Visit the October 2011 Visual AIDS Web Gallery to view our latest collection of art by HIV-positive artists! This month's gallery, entitled "Stereopsis," is curated by Andrew Blackley.

HIV IN THE NEWS logo Say What? HIV-Positive Wall Street Protester Tells Cop Who Punched Him to Get Tested
An Occupy Wall Street protester was recently punched in the face by a New York City police officer. The protester, who is openly gay and HIV positive, told a journalist that the officer should get tested for HIV. Our associate editor Warren Tong ponders the protestor's misguided words and the unethical manner in which the press treated the story.

Adapting screencap New Short Film Addresses the Financial Costs of Living With HIV/AIDS
We all may be well acquainted with the AIDS Drug Assistance Program (ADAP) crisis, but most other people are not. That's why three recent graduates from Northwestern University's Medill School of Journalism made adapting, a new short documentary film that gives a peek at what it's like to be HIV positive and dependent on ADAP for HIV medications. In this article, read a brief interview with the filmmakers and watch the film in its entirety.

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Evelyn Hernandez HIV/AIDS Resource Center for Latinos: An Interview With Evelyn Hernandez
"I share my story so that communities can see that this can happen to anyone. It impacts anyone. It has no borders," Evelyn Hernandez says. In 1993, instead of enjoying their brand-new marriage, Evelyn and her husband both found themselves dealing with HIV diagnoses. She speaks to us about loss, overcoming stigma, finding love again and the importance of giving back to other Latinos.

This interview is also available in Spanish.

transgender The Double Burden of Being Black and Transgender in America
It's not very often that the media pays attention to transgender issues, let alone transgender people of color. This is very problematic, given just how much discrimination the black transgender community faces. And that discrimination likely leads to increased HIV risk, as a recent survey of transgender Americans showed: It found that a stunning 20 percent of the black respondents were HIV positive.

Friends In Deed Friends in Deed: 20 Years of Service to People With Life-Threatening Illnesses
"We all have friends and family," therapist Robert Levithan says, "but here there is a community where you can completely reveal yourself safely." He is talking about Friends in Deed, a storied HIV service organization in New York City that is celebrating its 20th anniversary. In this article by Roger Kimpton, Levithan and others talk about the spiritual healing people (including Kimpton himself) experience at Friends in Deed.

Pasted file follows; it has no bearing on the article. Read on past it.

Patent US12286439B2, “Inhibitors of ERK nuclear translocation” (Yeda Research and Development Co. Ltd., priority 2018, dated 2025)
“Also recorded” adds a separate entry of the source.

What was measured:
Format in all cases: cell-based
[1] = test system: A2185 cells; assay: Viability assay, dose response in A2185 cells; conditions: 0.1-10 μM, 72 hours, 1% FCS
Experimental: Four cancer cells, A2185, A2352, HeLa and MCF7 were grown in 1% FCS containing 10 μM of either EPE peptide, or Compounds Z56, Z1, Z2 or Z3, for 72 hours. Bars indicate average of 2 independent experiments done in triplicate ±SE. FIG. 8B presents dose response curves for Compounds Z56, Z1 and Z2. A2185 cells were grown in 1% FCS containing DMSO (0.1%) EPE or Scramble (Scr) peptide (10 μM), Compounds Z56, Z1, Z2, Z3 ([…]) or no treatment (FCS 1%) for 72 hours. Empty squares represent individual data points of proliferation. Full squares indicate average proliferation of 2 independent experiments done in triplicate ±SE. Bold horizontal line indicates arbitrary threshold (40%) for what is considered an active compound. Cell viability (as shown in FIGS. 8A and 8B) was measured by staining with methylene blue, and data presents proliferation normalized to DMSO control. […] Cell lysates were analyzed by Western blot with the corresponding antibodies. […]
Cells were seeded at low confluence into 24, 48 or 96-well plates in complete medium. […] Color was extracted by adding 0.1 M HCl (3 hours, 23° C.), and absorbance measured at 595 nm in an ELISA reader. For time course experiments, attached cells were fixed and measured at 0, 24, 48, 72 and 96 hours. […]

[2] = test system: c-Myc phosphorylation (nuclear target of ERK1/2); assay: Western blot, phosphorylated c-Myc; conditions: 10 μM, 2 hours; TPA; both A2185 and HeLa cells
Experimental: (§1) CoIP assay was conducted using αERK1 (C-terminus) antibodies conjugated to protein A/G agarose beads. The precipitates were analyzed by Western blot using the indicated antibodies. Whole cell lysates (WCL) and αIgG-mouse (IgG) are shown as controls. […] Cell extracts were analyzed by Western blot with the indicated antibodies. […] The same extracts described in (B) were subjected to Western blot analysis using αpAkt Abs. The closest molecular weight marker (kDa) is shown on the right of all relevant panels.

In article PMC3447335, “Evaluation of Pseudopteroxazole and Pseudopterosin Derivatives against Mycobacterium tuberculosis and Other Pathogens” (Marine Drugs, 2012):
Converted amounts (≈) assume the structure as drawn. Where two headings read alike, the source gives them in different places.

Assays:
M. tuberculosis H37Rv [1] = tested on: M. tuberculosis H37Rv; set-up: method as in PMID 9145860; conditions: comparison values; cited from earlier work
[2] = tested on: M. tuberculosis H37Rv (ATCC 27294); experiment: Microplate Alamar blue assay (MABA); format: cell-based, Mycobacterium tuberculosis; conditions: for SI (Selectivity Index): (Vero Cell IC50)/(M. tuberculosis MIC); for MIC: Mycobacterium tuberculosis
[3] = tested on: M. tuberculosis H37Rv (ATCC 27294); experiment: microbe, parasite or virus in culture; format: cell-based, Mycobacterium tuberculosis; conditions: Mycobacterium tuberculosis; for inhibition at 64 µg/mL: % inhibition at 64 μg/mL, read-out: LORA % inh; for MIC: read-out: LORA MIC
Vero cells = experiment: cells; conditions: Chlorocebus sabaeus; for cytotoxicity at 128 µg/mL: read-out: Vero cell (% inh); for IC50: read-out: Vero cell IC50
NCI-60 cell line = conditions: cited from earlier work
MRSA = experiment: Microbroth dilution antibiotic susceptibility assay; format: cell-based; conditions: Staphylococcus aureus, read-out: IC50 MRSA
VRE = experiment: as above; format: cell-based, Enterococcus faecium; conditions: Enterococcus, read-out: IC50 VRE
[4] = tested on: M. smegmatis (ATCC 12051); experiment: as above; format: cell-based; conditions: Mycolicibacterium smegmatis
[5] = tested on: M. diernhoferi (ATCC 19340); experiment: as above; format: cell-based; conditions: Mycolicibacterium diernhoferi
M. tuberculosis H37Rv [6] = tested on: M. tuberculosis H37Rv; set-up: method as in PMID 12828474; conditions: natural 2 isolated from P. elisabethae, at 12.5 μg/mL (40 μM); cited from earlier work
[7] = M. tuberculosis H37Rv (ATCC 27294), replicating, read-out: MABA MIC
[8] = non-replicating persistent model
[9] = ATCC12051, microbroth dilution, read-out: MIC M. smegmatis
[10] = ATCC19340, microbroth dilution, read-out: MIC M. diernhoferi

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ScotCharles (From Los Angeles) on "HIV and Death ... In Memory of Dr. Bob"

"Dr. Bob, like myself and so many other bloggers, preached over and again that HIV is not the end of life, it is the beginning of a new and more immediate life. So many people with a new HIV diagnosis chase around searching for more life, when the goal of the chase should be quality not quantity. ... We should not mourn Dr. Bob's passing. We should celebrate his belief that the day is sufficient to the day, and tomorrow is unknown."

Read the rest of this comment and join the discussion on this article!


Rx Approval Another Study Finds That Microbicides Cut Women's Herpes Risk
A 2010 clinical trial found that a microbicide -- a vaginal gel spiked with antiretrovirals -- could cut HIV transmission during sex by 39 percent or more, and reduce herpes risk by 51 percent. A newly published study backs up those findings, and pinpoints Viread (tenofovir) as the reason the microbicide is so effective at preventing herpes.

Bethsheba Johnson On Many Think They're Less at Risk for HIV Than They Actually Are, Study Finds
A recent U.S. study underscores the disturbing fact that many people think they know a lot more about HIV transmission than they actually do. Many of the people surveyed for the study engaged in high-risk behaviors, yet insisted they were at low risk for HIV.

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Activist Central